The BMW Z4 isn't quite as loaded with driver aids as the brand's luxury sedans, but most of the essentials are in place. That means all new Z4s come with ABS brakes, dynamic stability control, a rearview camera, tire-pressure monitoring, an airbag suite that includes dual-front, dual-side, and dual knee airbags, and LED headlights fitted as standard. Along with these features are automatic high beams, dynamic cruise control, frontal collision warning, automatic city collision mitigation and braking, accident preparation with post-crash braking, and fatigue/focus alert. Being a roadster, the Z4 is equipped with a rollover protection system. Optionally available safety kit includes lane departure warning, active blind-spot detection, active cruise control, and front/rear parking sensors.
The current Z4 is a worthy drop-top to carry on the proud legacy of BMW's Z roadsters. As is often the case with a BMW, the powertrains and driving experience stand out as particularly good; the Z4 is entertaining to drive fast but has a broad spread of talents that make it quite comfortable, too. The well-designed cabin means that even larger-framed individuals can enjoy the thrill of open-top motoring, and although BMW could be more generous with standard driver aids, the Z4 is reasonably specified in base form. If you require the security of an all-wheel-drive system or prefer to shift gears yourself, the Z4 won't cater to your needs as well as some of the competition, but there's nothing wrong with that slick auto 'box. Although the Porsche Boxster has an even sweeter chassis, the more affordable BMW is far from outclassed and is well worth a look as a fun and brilliantly engineered roadster.
The base model BMW Z4 has seen a small $200 price increase in the US for 2022, while the six-cylinder variant retains the same starting MSRP. That means that the BMW Z4 will cost $49,900 for the sDrive30i and $63,700 for the M40i. These prices exclude a destination charge of $995 and plenty of optional extras that can add thousands to the final price of the BMW Z4.
The 2022 BMW Z4 Roadster lineup comprises two trims, namely the sDrive30i and the sDrive M40i. The base sDrive30i employs a turbocharged 2.0-liter inline-four with 255 hp and the M40i gets a turbocharged 3.0-liter inline-six with 382 hp. Both transmit the power to the rear wheels via an eight-speed automatic transmission.
The sDrive30i runs on 18-inch alloy wheels and comes as standard with an electrically operated soft top, LED headlights, and automatic high beams. The seats are upholstered in SensaTec and dual-zone climate control and dynamic cruise control are standard. There are dual 10.25-inch displays - one for the gauge cluster and one for the iDrive infotainment system.
The top dog Z4 is the sDrive M40i and from the outside, it can be distinguished by its standard Shadowline blacked-out exterior trim, larger dual exhaust tips, and M double-spoke 18-inch alloy wheels. Standard equipment is similar to the base car's but adds heated seats and a heated steering wheel. An M Sport differential and adaptive M suspension with electronically controlled dampers are standard equipment too.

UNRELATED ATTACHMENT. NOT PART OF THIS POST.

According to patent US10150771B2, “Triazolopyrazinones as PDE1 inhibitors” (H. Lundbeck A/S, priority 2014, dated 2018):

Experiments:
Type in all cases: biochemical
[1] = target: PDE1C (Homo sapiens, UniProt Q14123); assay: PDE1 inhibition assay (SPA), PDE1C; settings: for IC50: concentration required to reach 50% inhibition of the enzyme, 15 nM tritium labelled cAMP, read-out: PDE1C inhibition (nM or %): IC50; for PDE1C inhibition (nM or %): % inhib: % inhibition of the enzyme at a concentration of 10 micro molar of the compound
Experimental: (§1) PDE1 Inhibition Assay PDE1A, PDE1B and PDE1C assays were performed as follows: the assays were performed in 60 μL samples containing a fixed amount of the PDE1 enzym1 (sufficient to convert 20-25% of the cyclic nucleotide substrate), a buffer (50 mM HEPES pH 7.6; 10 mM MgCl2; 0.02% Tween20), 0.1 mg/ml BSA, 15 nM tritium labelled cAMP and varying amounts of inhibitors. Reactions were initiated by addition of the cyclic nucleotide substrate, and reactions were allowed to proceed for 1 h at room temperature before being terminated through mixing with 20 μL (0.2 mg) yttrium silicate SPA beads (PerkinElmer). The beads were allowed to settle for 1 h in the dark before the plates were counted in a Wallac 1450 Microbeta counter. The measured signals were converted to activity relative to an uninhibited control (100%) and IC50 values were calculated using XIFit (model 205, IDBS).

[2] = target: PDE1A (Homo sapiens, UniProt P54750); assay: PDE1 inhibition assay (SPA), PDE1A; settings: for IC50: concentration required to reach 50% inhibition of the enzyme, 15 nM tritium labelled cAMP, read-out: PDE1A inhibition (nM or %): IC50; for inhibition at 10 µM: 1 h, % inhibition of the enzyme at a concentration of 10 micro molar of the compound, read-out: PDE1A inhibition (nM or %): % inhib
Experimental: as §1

On the base derivative, the Convenience Package no longer includes the Driving Assistance Package as it did last year and now costs $550, comprising only comfort access keyless entry and power lumbar support. The $700 Driving Assistance Package gives access to the additional driver aids on their own. The Premium Package includes the Convenience Package items plus remote engine start, parking assistance, a head-up display, heated front seats, Comfort Access keyless entry, ambient lighting, and adaptive full-LED headlights for $2,900. The Shadowline Package costs $300. Individual options include a heated steering wheel ($190), active cruise control ($1,200), and heated front seats ($500). One of the more desirable options on the sDrive30i is the $1,500 M Sport Package that adds Shadowline exterior trim, 18-inch M double-spoke wheels, and an M steering wheel.
The Z4 sDrive M40i offers many of the same upgrades but with a few price differences. For instance, its Premium Package goes for $1,900, but that's because the M40i is more generously equipped as standard.
Even though there is a price difference of over $13,000 between the two Z4s on offer, it's possible to bridge this gap with a fully loaded sDrive30i. So, would we rather have an sDrive30i with all the bells and whistles or an sDrive M40i with fewer gizmos but that glorious six-cylinder engine? It's a fairly easy decision - the M40i wins every time. That six-pot is so good that it elevates the driving experience to another level that's hard to resist. Of course, if you can't stretch to the M40i, the base model with a few extras that keep the price to under $55,000 is an attractive alternative. We'd spec ours with the Driving Assistance Package and the heated seats, making this a thoroughly enjoyable roadster, too.
Despite the objections from both BMW and Toyota fans that these two cars share their powertrains and platform, the end result is substantially different. The Supra is more of an all-out sports car, whereas the BMW has a premium veneer that caters to a more fashion-conscious crowd that won't necessarily be driving on the limit all the time. Of course, the Supra is a coupe, whereas the BMW can drop its roof at the touch of a button. The Toyota is much more affordable, with the base 3.0-liter inline-six barely costing more than the four-cylinder Z4, so it's easily the bang for buck victor between these two. A lighter weight contributes to the Supra being a more exciting car to fling through the corners. However, the BMW has the classier interior of the two and features a larger infotainment display. For the sheer joy of driving, we'd take the Supra, but the BMW has undeniable brand cachet, and, for many, this will be enough to side with the Z4.
The mid-engined Porsche 718 Boxster has been the dynamic benchmark for such a long time, it's hard to remember when anything ran it close in this aspect, and the Z4 can't change that. As good as the BMW is, the Boxster is lighter on its feet, more communicative, and feels more agile, plus it is available with a lovely manual gearbox. But it's the BMW that provides nicer engines for less money. The base Boxster has more power than the Z4 sDrive30i, though, with 300 hp to 255. When you aren't wringing these cars' necks, the BMW also offers the advantage of a quieter, plusher, and better-built cabin. It's better specified, too, as Porsche offers very few safety features as standard, and they're all seriously pricey options. This one is a tough call as the BMW comes across as the better all-rounder, but the Boxster is just so talented on the road that we'd happily forgive its few flaws.
The most popular competitors of 2022 BMW Z4 Roadster: